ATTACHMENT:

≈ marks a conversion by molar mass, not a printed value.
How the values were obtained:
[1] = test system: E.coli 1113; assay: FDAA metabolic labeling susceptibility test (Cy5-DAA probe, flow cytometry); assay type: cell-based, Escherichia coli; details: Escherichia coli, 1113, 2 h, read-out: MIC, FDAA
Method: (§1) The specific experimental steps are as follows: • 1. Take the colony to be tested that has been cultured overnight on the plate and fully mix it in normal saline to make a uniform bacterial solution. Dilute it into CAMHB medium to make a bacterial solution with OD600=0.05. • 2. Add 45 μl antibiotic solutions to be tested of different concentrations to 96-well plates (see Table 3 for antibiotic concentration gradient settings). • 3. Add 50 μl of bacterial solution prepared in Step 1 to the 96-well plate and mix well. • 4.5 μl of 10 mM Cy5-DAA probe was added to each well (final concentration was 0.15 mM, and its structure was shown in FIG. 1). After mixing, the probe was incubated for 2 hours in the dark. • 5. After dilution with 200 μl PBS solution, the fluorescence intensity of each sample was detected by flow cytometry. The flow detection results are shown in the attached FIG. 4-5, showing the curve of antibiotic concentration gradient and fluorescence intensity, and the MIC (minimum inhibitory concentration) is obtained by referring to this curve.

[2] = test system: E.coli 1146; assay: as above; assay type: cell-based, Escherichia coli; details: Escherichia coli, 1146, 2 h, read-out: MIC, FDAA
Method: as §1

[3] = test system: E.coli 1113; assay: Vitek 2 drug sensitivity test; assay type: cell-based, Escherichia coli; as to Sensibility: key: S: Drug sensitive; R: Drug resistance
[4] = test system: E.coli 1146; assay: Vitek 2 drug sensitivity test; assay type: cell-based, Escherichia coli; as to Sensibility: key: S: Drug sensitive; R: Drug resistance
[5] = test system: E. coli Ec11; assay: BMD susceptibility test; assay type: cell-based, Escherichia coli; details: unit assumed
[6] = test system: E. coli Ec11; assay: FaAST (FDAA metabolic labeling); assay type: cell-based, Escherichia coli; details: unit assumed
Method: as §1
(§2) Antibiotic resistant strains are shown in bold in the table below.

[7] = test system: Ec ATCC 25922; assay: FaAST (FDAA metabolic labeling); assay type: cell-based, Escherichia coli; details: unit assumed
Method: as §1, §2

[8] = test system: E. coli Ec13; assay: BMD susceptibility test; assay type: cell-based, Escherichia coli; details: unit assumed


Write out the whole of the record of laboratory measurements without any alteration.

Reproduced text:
≈ marks a conversion by molar mass, not a printed value.
How the values were obtained:
[1] = test system: E.coli 1113; assay: FDAA metabolic labeling susceptibility test (Cy5-DAA probe, flow cytometry); assay type: cell-based, Escherichia coli; details: Escherichia coli, 1113, 2 h, read-out: MIC, FDAA
Method: (§1) The specific experimental steps are as follows: • 1. Take the colony to be tested that has been cultured overnight on the plate and fully mix it in normal saline to make a uniform bacterial solution. Dilute it into CAMHB medium to make a bacterial solution with OD600=0.05. • 2. Add 45 μl antibiotic solutions to be tested of different concentrations to 96-well plates (see Table 3 for antibiotic concentration gradient settings). • 3. Add 50 μl of bacterial solution prepared in Step 1 to the 96-well plate and mix well. • 4.5 μl of 10 mM Cy5-DAA probe was added to each well (final concentration was 0.15 mM, and its structure was shown in FIG. 1). After mixing, the probe was incubated for 2 hours in the dark. • 5. After dilution with 200 μl PBS solution, the fluorescence intensity of each sample was detected by flow cytometry. The flow detection results are shown in the attached FIG. 4-5, showing the curve of antibiotic concentration gradient and fluorescence intensity, and the MIC (minimum inhibitory concentration) is obtained by referring to this curve.

[2] = test system: E.coli 1146; assay: as above; assay type: cell-based, Escherichia coli; details: Escherichia coli, 1146, 2 h, read-out: MIC, FDAA
Method: as §1

[3] = test system: E.coli 1113; assay: Vitek 2 drug sensitivity test; assay type: cell-based, Escherichia coli; as to Sensibility: key: S: Drug sensitive; R: Drug resistance
[4] = test system: E.coli 1146; assay: Vitek 2 drug sensitivity test; assay type: cell-based, Escherichia coli; as to Sensibility: key: S: Drug sensitive; R: Drug resistance
[5] = test system: E. coli Ec11; assay: BMD susceptibility test; assay type: cell-based, Escherichia coli; details: unit assumed
[6] = test system: E. coli Ec11; assay: FaAST (FDAA metabolic labeling); assay type: cell-based, Escherichia coli; details: unit assumed
Method: as §1
(§2) Antibiotic resistant strains are shown in bold in the table below.

[7] = test system: Ec ATCC 25922; assay: FaAST (FDAA metabolic labeling); assay type: cell-based, Escherichia coli; details: unit assumed
Method: as §1, §2

[8] = test system: E. coli Ec13; assay: BMD susceptibility test; assay type: cell-based, Escherichia coli; details: unit assumed